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Hark! he answers—wild tornadoes,
Strewing yonder sea with wrecks; Wasting to wos, plantations, meadows,
Are the voice with which he speaks. He, foreseeing what vexations
Afric's sons should undergo, Fix'd their tyrants' habitations
Where his whirlwinds answer-no. By our blood in Afric wasted,
Ere our necks received the chain;
Crossing in your barks the main;
To the man.degrading mart;
Only by a broken heart:
Till some reason ye shall find
Than the colour of our kind.
Tarnish all your boasted powers,
Ere you proudly question ours !
PITY FOR POOR AFRICANS.
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I OWN I am shock'd at the purchase of slaves, And fear those who buy them and sell them, are
knaves; What I hear of their hardships, their tortures, and
groans, Is almost enough to draw pity from stones. I pity them greatly, but I must be mum, For how could we do without sugar and rum? Especially sugar, so needful we see ? What, give up our desserts, our coffee, and tea! Besides, if we do, the French, Dutch, and Danes Will heartily thank us, no doubt, for our pains; If we do not buy the poor creatures, they will, And tortures and groans will be multiplied still. If foreigners likewise would give up the trade, Much more in behalf of your wish might be said ; But, while they get riches by purchasing blacks, Pray tell me why we may not also go snacks? Your scruples and arguments bring to my mind A story so pat, you may think it is coin'd, On purpose to answer you, out of my mint; But I can assure you I saw it in print. A youngster at school, more sedate than the rest, Had once his integrity put to the test; His coinrades had plotted an orchard to rob, And ask'd him to go and assist in the job.
He was shock'd, sir, like you, and answer'd, 'Oh no!
If the matter depended alone upon me,
tree; But, since they will take them, I think I'll go too, He will lose none by me, though I get a few.' His scruples thus silenced, Tom felt more at ease, And went with his comrades the apples to seize ; He blamed and protested, but join'd in the plan: He shared in the plunder, but pitied the man.
'TWAS in the glad season of spring,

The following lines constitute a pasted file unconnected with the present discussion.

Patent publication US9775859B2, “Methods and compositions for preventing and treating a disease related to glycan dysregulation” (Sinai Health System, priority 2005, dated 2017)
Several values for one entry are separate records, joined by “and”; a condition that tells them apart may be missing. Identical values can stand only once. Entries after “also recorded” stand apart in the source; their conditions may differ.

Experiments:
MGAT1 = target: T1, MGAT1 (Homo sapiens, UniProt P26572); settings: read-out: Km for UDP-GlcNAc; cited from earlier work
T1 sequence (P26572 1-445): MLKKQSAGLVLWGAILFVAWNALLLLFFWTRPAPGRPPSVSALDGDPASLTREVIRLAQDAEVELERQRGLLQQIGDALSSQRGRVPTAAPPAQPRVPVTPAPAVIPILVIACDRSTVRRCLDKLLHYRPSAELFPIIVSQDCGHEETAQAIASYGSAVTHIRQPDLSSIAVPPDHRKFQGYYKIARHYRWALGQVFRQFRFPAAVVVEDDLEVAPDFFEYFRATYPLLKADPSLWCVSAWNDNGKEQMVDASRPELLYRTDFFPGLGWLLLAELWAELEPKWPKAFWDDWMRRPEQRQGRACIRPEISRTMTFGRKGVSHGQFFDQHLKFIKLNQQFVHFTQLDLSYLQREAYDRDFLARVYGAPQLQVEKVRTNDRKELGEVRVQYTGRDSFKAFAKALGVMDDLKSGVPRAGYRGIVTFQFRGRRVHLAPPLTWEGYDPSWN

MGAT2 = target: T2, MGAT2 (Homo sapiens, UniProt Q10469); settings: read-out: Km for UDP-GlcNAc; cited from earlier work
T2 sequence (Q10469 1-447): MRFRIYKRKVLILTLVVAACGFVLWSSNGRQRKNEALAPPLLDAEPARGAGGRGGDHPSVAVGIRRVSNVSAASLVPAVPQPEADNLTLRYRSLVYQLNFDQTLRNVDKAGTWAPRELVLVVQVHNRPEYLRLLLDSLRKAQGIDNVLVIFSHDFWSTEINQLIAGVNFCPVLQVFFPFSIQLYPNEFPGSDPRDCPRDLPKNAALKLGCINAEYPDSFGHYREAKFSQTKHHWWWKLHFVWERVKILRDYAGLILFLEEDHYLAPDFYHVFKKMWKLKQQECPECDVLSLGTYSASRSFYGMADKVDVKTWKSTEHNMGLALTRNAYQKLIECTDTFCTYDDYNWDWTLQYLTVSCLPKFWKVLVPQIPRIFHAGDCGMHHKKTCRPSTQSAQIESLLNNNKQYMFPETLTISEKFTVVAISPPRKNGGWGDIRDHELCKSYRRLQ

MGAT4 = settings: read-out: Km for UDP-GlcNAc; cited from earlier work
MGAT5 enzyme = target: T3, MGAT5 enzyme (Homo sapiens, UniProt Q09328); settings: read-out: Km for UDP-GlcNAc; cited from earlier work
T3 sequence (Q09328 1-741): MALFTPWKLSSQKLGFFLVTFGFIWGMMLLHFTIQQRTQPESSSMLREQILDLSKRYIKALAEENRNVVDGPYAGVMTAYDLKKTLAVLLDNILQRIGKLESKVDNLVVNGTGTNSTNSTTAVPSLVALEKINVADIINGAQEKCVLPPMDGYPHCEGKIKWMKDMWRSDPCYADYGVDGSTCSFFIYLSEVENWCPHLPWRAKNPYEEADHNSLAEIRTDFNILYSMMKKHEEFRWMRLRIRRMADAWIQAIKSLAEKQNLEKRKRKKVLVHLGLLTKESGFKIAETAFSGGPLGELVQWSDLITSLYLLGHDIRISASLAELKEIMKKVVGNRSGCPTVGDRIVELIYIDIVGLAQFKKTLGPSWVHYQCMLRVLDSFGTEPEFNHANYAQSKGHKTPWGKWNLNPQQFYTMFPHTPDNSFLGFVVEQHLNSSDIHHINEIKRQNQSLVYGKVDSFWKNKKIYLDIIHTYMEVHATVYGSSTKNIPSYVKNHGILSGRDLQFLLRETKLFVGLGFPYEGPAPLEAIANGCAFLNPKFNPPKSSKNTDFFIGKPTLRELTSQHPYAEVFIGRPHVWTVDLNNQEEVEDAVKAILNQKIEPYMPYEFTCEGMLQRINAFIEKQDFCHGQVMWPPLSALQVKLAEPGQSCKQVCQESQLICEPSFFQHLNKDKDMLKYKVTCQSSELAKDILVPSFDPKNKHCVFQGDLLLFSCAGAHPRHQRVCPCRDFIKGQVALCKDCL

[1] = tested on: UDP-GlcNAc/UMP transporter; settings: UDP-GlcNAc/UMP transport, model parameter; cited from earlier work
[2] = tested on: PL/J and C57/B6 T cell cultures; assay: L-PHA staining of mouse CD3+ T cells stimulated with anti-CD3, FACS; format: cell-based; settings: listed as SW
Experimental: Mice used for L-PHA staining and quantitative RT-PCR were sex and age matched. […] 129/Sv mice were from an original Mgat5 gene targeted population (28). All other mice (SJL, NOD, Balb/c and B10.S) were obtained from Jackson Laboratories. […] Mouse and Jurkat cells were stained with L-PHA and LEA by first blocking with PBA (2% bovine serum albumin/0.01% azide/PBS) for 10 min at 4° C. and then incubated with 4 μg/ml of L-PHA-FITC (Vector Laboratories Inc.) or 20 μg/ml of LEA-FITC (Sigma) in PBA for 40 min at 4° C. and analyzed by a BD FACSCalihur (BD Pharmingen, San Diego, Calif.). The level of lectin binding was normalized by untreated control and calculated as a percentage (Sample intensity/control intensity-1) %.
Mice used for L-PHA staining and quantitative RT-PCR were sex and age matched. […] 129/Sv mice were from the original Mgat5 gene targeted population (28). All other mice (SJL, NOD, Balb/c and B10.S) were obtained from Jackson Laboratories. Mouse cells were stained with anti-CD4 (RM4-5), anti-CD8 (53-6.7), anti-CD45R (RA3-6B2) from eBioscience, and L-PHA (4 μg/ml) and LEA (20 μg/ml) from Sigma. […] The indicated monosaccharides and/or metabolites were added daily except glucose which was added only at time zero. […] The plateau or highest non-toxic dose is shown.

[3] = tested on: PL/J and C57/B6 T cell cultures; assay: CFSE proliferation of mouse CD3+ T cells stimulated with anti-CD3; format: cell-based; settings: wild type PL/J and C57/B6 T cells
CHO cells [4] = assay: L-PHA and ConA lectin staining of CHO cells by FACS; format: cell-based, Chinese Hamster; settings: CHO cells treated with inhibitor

Asleep at the dawn of the day,
So pleasant it seem'd as I lay.
Far hence to the westward I sail'd, While the billows high-lifted the boat,
And the fresh-blowing breeze never fail'd. In the steerage a woman saw,
Such at least was the form that she wore, Whose beauty impress'd me with awe,
Ne'er taught me by woman before. She sat, and a shield at her side
Shed light, like a sun on the waves, And, smiling divinely, she cried
"I go to make freemen of slaves.' Then raising her voice to a strain
The sweetest that ear ever heard,
Wherever her glory appear'd.
Fled, chased by her melody clear,
'Twas liberty only to hear. Thus swiftly dividing the flood,
'To a slave-cultured island we came, Where a demon, her enemy, stood Oppression his terrible name.
In his hand, as the sign of his sway,
A scourge hung with lashes he bore, And stood looking out for his prey
From Africa's sorrowful shore. But soon as approaching the land
That goddess-like woman he view'd, The scourge he let fall from his hand,
With blood of his subjects imbrued. I saw him both sicken and die,
And the moment the monster expired, Heard shouts that ascended the sky,
From thousands with rapture inspired. Awaking, how could I but muse
At what such a dream should betide? But soon my ear caught the glad news,
Which served my weak thought for a guide That Britannia, renown'd o'er the waves
For the hatred she ever has shown To the black-sceptred rulers of slaves,
Resolves to have none of her own.